Spinal Nerves vs. Cranial Nerves

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Difference between Spinal Nerves and Cranial Nerves

Ever investigated the differences between spinal nerves and cranial nerves?  Even though, all nerves are interrelated, each nerve segment has its own functions. We are going to talk about various aspects of these nerves and which body parts they connect. It's amazing how each nerve allow us to function, experience and feel life as a richly and experientially as we do.

Spinal Nerves
Cranial Nerves

Cranial Nerves

Nerves are all connected directly to the brain and to the nerves of the spinal cord. Looking at cranial nerves the first one we will explore is the olfactory nerve. Olfactory nerves are used to conduct smelling sensations from the nose. Your sense of smell relies on impulse of odor from mucous membranes. It is said that the olfactory nerves are the only ones to have the ability to heal themselves. Optical nerves allows us to see via photoreceptors impulses which travel to the retina and then to the visual cortex. Ever wonder how people can zero in on an object?  Look no further, optical muscles with the help of optical nerves dilating one's pupils in a manner similar to a zoom lens on a camera.   

The Science Behind Cranial Nerves

The Trochlear is a tiny motor nerve that that allows the eye to go up and down. The Trigeminal nerve is basically a sensory and motor function that allows someone to feel their facial structure, facial movement and the sense of being in contact with external sources. The Abducens nerve provides a motor function that allows the eye to move; there are basically six nerves controlling eye movement. The Facial Nerve allows you to make your facial expressions and extends to area above and below the lip regions. The Vestibulocochlear nerve basically allows for equilibrium and carries impulses that allow one to hear. The Glossopharyngeal allows you to taste the food you eat. Vagus nerves control the muscle that let you speak and swallow your food. The Accessory nerves function allows you to shrug and move your head efficiently. And finally, the Hypoglossal nerve is the a supplementary nerve that allows you to concentrate on swallowing and controlling your speech.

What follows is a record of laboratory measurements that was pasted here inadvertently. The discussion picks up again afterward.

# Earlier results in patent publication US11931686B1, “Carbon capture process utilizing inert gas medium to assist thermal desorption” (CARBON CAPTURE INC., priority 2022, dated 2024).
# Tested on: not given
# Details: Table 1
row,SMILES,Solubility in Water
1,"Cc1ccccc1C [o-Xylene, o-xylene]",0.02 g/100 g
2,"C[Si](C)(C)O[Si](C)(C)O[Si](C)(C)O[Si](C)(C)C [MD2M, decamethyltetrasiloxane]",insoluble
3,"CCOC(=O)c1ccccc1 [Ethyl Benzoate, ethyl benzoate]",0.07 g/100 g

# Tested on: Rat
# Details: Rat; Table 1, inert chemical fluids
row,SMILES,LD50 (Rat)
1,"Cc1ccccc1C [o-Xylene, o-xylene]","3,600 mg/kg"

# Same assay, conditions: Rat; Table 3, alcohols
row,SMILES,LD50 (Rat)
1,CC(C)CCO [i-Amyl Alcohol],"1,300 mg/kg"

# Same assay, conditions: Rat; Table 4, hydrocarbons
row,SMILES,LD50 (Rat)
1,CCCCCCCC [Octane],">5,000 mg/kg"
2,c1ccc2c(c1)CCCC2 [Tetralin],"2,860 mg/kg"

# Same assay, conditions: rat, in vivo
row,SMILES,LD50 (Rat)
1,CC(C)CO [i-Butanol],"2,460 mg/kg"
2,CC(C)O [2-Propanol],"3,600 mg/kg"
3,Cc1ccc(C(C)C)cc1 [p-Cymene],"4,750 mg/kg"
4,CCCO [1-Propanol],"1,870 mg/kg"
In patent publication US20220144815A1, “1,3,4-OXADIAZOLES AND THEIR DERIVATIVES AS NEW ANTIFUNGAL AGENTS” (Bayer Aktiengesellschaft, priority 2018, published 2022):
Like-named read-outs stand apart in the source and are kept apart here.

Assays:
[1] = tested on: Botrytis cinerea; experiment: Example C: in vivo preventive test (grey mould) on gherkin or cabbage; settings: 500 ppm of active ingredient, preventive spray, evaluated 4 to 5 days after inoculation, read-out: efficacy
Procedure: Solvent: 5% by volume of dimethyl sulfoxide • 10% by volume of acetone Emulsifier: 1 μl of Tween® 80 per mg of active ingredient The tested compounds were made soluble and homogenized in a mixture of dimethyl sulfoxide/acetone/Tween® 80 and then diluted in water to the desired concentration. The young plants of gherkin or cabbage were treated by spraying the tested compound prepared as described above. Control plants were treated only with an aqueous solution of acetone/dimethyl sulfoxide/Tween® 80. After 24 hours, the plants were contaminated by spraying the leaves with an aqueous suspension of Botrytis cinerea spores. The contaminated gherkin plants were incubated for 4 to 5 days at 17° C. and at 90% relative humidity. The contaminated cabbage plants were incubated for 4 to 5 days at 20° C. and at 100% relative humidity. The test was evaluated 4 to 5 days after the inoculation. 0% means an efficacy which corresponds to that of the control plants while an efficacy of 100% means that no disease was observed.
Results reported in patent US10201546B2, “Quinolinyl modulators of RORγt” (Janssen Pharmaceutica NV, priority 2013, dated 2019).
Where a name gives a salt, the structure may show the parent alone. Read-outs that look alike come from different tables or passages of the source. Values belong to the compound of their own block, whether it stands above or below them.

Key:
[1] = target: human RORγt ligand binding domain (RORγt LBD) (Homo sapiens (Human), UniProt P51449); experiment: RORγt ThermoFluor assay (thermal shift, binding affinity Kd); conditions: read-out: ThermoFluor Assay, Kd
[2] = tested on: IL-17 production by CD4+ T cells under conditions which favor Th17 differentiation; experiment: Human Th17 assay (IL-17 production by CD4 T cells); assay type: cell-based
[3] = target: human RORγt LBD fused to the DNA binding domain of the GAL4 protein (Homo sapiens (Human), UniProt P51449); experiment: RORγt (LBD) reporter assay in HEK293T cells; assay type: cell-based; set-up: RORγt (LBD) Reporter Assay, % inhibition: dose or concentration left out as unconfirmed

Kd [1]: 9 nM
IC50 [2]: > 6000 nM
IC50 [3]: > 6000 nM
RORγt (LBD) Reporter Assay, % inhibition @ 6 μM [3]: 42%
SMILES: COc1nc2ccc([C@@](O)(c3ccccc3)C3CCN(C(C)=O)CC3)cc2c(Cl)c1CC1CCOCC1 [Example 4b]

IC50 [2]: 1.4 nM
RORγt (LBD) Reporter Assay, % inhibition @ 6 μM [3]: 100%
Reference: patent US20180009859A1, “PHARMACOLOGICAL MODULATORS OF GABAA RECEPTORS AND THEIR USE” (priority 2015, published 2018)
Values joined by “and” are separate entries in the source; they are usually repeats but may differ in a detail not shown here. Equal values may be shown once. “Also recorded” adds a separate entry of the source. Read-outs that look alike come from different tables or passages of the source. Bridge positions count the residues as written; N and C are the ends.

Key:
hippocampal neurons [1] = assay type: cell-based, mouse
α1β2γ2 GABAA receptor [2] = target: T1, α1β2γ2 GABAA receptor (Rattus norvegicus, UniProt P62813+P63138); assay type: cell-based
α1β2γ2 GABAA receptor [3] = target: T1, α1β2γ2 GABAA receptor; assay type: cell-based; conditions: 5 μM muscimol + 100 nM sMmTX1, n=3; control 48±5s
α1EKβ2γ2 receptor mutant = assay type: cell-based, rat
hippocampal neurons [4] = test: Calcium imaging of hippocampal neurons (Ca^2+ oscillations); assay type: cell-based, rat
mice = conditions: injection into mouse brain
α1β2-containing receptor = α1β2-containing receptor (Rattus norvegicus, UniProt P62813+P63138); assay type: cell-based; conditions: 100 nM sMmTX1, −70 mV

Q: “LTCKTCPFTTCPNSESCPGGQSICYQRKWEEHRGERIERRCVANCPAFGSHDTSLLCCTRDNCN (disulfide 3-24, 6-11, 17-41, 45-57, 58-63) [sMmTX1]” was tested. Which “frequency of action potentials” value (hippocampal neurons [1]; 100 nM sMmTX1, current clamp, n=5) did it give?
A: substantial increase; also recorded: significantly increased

Spinal Nerves

Spinal cord nerves provide sensations communication between all body surfaces and the brain. Whether you're feeling pretty darned good or feeling the pain, the spinal cord is the fundamental highway. Nerves are an absolutely required in muscular and organ functioning. Without happy,  healthy spinal and peripheral nerves everything from walking to body temperature wouldn't function normally. Spinal nerves allow us to live life fully by communicating bodily and external sensations to the brain for automatic responses or simply for the chance to enjoy senses of everyday life.  

Similarities and Differences

  • Cranial nerves emanate from the brain stem. Spinal nerves are rooted in the spinal cord.
  • There are 12 pairs of cranial nerves and 31 pairs of spinal nerves in the human body; 8 cervical, 12 thoracic, 5 sacral, 5 lumbar and 1 coccygeal.
Which set of nerves is most numerous in one's neck?
  • Spinal Nerves
  • Cranial Nerves
 
 

Discuss It: comments 10

  • Guest
  • Cathy wrote on August 2010

What diagnostic test is best at detecting a pinched nerve, compressed nerve or a damaged nerve in the cervical spine? I have had a CT scan, and more than 3 MRI scans for back pain. So far, the results look (non-impressive) to the prescribing physicians. However, the pain rates from 5-20 on a normal day. Walking is difficult, moving my head, headaches, loss of feeling (top of fingertips), balance issues, pain going down leg(s) varies, does not occur all the time. Pain sometimes radiates down arm: Negative EMG for nerve disruption. I believe my cervical spine is unstable, traction is wonderful, the pain relief last only while in traction. Too bad, I cannot stay in traction and live life normally. Is there a surgeon out there who could read my MRI and give me their opinion? One that ACCEPTS Medicaid/Care Source. Thank you for reading this note. I'm off to get Radio Frequency Ablation today, what a painful procedure, which will NEVER fix the problem. That is a problem. The pain may leave for three months, or like last time, only a few weeks. Then, it will return. This is my fifth bout of RFA in my neck. I need help. Anyone? :(-

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